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He even set up computers for other families in his working-class neighborhood of Miami, where most of the residents, like Albert's father, were first-generation immigrants from Cuba.

Patrick Toey, 22, Albert's most loyal foot soldier, was lazing around the suite, staring at the Miami seascape through the two-story picture windows, letting his thoughts drift."Listen, I need you to do this now," Albert was saying in a firm voice as he set his laptop on the desk in the master bedroom upstairs. The task at hand seemed impossible, given their chemical impairment, but Stephen was notorious among hackers for his ability to dash off intricate code that could blast through even the most secure computer networks.

For weeks, he had been badgering Stephen, known in hacker circles as the "Unix Terrorist," to refine a crucial bit of code for him. Finally, after 10 minutes of following Stephen's directions, Patrick hit the "return" button and declared the program functional.

Knowing it would take a while to count that much cash, the hotel manager ordered a round of frozen daiquiris for the gentlemen.

For now, as the three friends sipped their drinks and hypnotically watched their stacks of cash being counted right in front of them, Albert felt untouchable.

"Psychologically," his sister later told a judge, "it was feeding an obsession that in the end would become my brother's downfall."But as Albert stood in his South Beach hotel room in March 2007, getting caught was the furthest thing from his mind.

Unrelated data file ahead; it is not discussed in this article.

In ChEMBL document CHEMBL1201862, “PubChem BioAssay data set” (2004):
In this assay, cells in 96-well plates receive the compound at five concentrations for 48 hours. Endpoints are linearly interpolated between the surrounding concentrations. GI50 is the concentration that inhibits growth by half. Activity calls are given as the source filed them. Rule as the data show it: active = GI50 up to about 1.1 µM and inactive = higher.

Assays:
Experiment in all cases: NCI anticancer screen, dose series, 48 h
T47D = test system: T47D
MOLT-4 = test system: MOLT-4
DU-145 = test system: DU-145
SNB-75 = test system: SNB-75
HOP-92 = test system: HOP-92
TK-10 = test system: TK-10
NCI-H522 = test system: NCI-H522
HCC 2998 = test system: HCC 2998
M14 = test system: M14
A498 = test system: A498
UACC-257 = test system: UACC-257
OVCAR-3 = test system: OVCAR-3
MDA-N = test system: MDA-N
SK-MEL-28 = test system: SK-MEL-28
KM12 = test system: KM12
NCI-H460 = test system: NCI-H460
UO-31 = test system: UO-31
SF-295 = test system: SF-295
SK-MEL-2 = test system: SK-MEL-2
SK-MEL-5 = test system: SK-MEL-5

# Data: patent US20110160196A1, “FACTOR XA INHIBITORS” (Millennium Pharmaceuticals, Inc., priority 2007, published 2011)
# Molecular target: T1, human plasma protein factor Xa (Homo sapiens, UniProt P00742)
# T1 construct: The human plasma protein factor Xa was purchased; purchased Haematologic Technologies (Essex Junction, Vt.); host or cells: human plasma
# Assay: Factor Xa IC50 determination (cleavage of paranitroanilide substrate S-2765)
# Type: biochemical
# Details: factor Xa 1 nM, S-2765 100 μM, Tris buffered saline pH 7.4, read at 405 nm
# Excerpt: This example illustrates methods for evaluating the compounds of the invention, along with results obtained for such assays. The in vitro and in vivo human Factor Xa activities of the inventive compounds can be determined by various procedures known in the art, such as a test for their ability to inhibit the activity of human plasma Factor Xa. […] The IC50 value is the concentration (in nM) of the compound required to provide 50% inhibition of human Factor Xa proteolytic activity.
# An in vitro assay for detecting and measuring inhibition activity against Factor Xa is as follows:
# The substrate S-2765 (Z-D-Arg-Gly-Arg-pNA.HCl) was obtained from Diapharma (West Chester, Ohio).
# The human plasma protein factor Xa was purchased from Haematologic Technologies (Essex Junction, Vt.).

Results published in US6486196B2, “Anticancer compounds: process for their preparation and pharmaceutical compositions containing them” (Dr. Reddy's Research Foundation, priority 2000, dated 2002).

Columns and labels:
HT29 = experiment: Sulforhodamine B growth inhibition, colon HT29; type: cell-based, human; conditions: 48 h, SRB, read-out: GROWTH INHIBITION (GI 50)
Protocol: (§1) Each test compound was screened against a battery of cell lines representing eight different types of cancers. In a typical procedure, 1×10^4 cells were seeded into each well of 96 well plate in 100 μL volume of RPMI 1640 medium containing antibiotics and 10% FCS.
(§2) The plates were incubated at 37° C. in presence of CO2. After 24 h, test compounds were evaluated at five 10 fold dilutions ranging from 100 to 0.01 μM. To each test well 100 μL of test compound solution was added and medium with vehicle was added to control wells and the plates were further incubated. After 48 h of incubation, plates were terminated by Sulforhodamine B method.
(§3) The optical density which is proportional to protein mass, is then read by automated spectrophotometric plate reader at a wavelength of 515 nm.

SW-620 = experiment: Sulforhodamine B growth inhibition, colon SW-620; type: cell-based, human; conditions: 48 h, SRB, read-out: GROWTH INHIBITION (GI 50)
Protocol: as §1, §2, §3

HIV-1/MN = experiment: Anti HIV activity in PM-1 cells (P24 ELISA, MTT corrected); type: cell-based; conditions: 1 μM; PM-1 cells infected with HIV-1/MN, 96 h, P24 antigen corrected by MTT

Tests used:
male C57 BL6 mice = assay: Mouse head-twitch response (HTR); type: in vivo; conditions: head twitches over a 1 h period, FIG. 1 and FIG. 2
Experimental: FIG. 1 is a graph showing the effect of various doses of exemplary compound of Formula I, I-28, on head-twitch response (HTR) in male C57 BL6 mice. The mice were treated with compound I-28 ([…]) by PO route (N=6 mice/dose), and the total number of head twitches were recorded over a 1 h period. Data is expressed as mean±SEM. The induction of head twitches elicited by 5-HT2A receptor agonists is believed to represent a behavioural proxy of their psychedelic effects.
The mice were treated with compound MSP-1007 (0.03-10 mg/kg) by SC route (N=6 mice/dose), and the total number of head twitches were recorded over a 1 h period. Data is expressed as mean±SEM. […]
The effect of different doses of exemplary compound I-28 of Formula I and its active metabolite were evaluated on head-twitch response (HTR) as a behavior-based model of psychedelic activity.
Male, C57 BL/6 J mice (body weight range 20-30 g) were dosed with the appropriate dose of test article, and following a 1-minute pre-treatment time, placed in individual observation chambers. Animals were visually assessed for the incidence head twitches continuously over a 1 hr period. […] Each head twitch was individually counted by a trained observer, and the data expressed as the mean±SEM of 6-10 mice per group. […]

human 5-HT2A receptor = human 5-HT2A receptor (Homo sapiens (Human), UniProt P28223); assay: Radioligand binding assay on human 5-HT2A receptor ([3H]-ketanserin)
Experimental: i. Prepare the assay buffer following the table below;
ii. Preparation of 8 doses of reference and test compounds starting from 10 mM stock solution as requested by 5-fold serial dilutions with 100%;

The coding work complete, he briskly snapped his laptop shut and hustled his friends down to the Loews' marble-floored lobby, where, acting as sober as possible, he settled their $17,000 bill for the weekend, paying mostly in twenties.

They were in the midst of pulling off the biggest cybercrime ever perpetrated: hacking into the databases of some 250 companies — including Barnes & Noble, Office Max, 7-Eleven, Boston Market, Sports Authority and DSW — and stealing 170 million credit-card numbers. "Thank God," Albert pronounced, his eyes widening with relief and excitement.

But unless Albert could get Stephen to focus, the whole thing was in danger of falling apart."Now that I've got you here, I need you to do it, or it's never gonna happen," Albert urged. Together, the three friends had just succeeded at putting some finishing touches on a vast criminal enterprise, one that U. Attorney General Michael Mukasey would call "the single largest and most complex identity-theft case ever charged in this country."Only 25 years old, with little more than a high school education, Albert had created the perfect bubble, a hermetically sealed moral universe in which he made the rules and controlled all the variables — and the only code that mattered was the loyalty of his inner circle.

When Albert Gonzalez was 12, he bought a computer with the allowance he had saved up working for his father, a landscaper.

At first, his new hobby seemed a harmless distraction: He played video games — car racing and wrestling, mostly — and spent hours taking the computer apart and putting it back together.

Then he would help himself to glass plates of powder, each thoughtfully cut into letters for easy identification: "E" for Ecstasy, "C" for coke.